The U.S. had a $1.1 trillion trade deficit in 2021. With China alone its deficit was $355 billion.
West Virginia, however, had a $1.1 billion surplus with China, according to Trade Data Monitor. (Full disclosure: I work for TDM.) The state’s total trade surplus with the 147 countries it did business with was even higher, $2.6 billion. In 2022, West Virginia is on pace to register an even higher trade surplus of $3.3 billion.
The reason, of course, was coal, its top export. West Virginia ramped up coal exports 86% to $2.6 billion in 2021 from $1.4 billion in 2020. The biggest coal customers were China, Ukraine and India. Part of the increase was due to rising prices. By quantity, coal exports rose 37% to 19.9 million tons from 14.5 million tons.
After increasing during the first two years of the Trump administration, West Virginia coal exports actually declined under Trump, to 14.5 million tons in 2020 from 36.7 million tons in 2018.
Although environmental policies have curbed the use of coal, it’s still plentiful and cheap enough to function as a swing supply source for power companies in Europe and China. And West Virginia still produces the high-grade coal that’s used to make the steel essential for cars and appliances. (That’s why China, Ukraine and India, all major steel producers, have been such good customers.)
West Virginia’s next biggest exports in 2021 were plastics ($1 billion), machine parts ($896.9 million), and organic chemicals ($247 million).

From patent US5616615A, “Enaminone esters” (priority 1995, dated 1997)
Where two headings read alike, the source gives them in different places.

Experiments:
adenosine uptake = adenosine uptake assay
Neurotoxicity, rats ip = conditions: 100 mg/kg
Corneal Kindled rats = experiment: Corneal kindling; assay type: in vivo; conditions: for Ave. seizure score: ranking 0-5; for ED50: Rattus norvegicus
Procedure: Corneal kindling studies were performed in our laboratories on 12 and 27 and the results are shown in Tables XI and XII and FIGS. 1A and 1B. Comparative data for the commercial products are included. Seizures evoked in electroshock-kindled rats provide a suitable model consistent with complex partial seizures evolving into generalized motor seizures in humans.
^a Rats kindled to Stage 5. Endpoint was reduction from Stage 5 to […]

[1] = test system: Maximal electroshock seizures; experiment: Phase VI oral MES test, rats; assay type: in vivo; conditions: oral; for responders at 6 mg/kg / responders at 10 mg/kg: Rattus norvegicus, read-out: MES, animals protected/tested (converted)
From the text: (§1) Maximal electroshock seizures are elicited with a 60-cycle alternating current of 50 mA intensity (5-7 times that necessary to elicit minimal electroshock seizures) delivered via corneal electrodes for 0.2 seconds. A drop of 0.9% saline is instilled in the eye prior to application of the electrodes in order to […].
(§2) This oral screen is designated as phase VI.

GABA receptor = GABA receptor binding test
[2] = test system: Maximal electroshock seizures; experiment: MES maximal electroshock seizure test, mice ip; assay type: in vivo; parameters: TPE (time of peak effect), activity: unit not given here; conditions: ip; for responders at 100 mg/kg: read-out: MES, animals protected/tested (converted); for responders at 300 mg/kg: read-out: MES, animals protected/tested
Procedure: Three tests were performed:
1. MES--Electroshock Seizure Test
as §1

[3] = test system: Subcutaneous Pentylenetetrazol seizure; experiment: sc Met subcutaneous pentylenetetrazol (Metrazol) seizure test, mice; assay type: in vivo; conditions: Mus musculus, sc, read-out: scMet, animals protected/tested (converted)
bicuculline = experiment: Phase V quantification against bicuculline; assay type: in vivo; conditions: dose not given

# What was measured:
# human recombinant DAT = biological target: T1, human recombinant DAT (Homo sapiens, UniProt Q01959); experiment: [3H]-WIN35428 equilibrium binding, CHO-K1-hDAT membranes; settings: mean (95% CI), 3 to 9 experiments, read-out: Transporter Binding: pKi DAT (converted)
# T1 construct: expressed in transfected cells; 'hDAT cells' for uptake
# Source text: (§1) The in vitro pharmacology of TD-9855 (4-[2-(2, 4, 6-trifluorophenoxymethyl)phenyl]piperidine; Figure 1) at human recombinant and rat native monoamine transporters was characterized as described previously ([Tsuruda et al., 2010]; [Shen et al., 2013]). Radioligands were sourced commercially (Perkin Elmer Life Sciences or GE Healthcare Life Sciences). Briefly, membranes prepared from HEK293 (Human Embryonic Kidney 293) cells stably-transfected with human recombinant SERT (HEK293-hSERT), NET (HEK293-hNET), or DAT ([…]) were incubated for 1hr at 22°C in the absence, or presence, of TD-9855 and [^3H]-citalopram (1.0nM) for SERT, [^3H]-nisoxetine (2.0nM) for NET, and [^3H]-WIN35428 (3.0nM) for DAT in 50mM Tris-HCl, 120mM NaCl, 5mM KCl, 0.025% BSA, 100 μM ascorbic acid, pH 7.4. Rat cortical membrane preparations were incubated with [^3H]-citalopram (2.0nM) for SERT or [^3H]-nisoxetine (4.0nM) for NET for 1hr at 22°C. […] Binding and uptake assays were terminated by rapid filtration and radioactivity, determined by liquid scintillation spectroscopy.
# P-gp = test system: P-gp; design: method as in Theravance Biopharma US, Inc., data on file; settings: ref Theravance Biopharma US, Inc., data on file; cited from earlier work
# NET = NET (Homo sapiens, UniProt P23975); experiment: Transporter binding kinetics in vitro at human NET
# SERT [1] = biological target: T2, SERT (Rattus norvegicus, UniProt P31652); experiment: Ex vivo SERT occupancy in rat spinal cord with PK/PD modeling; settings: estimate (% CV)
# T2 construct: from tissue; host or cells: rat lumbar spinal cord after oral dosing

The surplus is, in large part, a consequence of industrial supply chains, and West Virginia is still part of many of them. Toyota, for example, has a factory in Buffalo, WV. West Virginia’s top imports were machinery and machine parts, car parts (mostly from Japan), organic chemicals, and cars.
The consumer goods imported from China and other Asian countries that West Virginians buy at Walmart, the state’s top employer, and other retailers, are imported into the U.S. via California and other states with ports, and are shipped by truck to West Virginia. They’re usually not counted as West Virginia imports. If they were, it’s possible West Virginia would not have a trade surplus.
In a press release last month, governor Jim Justice touted the trade surplus as part of a “rocket ship ride”. But, like other resource-rich economies, West Virginia’s trade surplus illustrates that trade strength alone is not a recipe for prosperity. Countries in Africa, for example, often have huge trade surpluses even if they’re poor.
Coal profits aren’t shared widely with people in West Virginia. Less than 15,000 West Virginians work in coal, in a state with a population of 1.8 million. Coal company shareholders live all over the world.
Our Moundsville film on PBS show how one town was rocked by factors outside its control, including global trade. But, as West Virginia’s trade surplus illustrates, this is a more complicated story than just listing winners and losers. What matters is looking at what’s actually happening to people.
The really good news for West Virginia was buried deep inside the governor’s press release last month: “From 2020 through 2021,” it said, “net migration is up in West Virginia for the first time in decades, with over 2,000 people moving into our state.”
John W. Miller